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Corporate zombies: Anatomy and life cycle

Summary:
BIS Working Papers  |  No 882  |  02 September 2020 by  Ryan Niladri Banerjee and Boris Hofmann PDF full text (1,096kb)  |  31 pages Focus We analyse zombie firms, defined as unprofitable firms with low stock market valuation. Our analysis takes a longer-run international perspective using firm-level data on listed non-financial companies covering 14 advanced economies and spanning three decades. Contribution Documenting the rise of zombie companies over the past three decades, we explore their anatomy and life cycle. Their anatomy is analysed in

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BIS Working Papers  |  No 882  | 
02 September 2020
PDF full text
 (1,096kb)
 |  31 pages

Focus

We analyse zombie firms, defined as unprofitable firms with low stock market valuation. Our analysis takes a longer-run international perspective using firm-level data on listed non-financial companies covering 14 advanced economies and spanning three decades.

Contribution

Documenting the rise of zombie companies over the past three decades, we explore their anatomy and life cycle. Their anatomy is analysed in terms of their economic and financial characteristics and performance, as compared with those of non-zombie firms. To flesh out a zombie firm's life cycle, we study how key balance sheet and profit account items move in the years before and after the firm first becomes a zombie. We further document what happened to zombie firms over time, zooming in on those firms that have managed to recover from zombie state.

Findings

We find a rise in the share of zombie firms from 4% in the late 1980s to 15% in 2017. These zombie firms are smaller, less productive, more leveraged and invest less in physical and intangible capital. Their performance deteriorates several years before zombification and remains poor in subsequent years. 25% of zombie companies exited the market (died), while 60% formally recovered from zombie status. However, recovered zombies underperform compared to firms that have never been zombies and they face a high probability of relapsing into zombie status.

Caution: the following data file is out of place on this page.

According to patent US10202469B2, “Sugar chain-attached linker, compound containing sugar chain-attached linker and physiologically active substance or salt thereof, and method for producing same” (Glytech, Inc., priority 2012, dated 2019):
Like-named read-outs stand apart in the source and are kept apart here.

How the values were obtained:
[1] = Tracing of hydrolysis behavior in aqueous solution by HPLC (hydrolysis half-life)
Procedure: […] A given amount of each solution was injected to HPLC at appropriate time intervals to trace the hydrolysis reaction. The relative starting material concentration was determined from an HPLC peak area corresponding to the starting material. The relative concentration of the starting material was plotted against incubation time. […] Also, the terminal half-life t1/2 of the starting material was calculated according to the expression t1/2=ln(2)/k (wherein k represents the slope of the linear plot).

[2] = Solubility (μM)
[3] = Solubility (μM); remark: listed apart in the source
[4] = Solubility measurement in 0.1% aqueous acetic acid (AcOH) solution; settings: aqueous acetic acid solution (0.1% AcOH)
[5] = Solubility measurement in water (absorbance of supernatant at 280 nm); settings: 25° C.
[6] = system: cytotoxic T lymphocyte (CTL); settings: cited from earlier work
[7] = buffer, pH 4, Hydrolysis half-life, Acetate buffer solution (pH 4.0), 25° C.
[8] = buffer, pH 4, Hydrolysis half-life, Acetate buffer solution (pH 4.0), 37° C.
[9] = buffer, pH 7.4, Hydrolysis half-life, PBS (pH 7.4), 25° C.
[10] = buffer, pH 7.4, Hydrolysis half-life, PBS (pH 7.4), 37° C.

Abstract

Using firm-level data on listed non-financial companies in 14 advanced economies, we document a rise in the share of zombie firms, defined as unprofitable firms with low stock market valuation, from 4% in the late 1980s to 15% in 2017. These zombie firms are smaller, less productive, more leveraged and invest less in physical and intangible capital. Their performance deteriorates several years before zombification and remains significantly poorer than that of non-zombie firms in subsequent years. Over time, some 25% of zombie companies exited the market, while 60% exited from zombie status. However, recovered zombies underperform compared to firms that have never been zombies and they face a high probability of relapsing into zombie status.

JEL codes: D22, D24, E43, G33

Keywords: zombie companies, firm behaviour, economic dynamism, productivity growth, bankruptcy

International Settlement
The Bank for International Settlements (BIS) is an international company limited by shares owned by central banks which "fosters international monetary and financial cooperation and serves as a bank for central banks". The BIS carries out its work through subcommittees, the secretariats it hosts and through an annual general meeting of all member banks. It also provides banking services, but only to central banks and other international organizations. It is based in Basel, Switzerland, with representative offices in Hong Kong and Mexico City.

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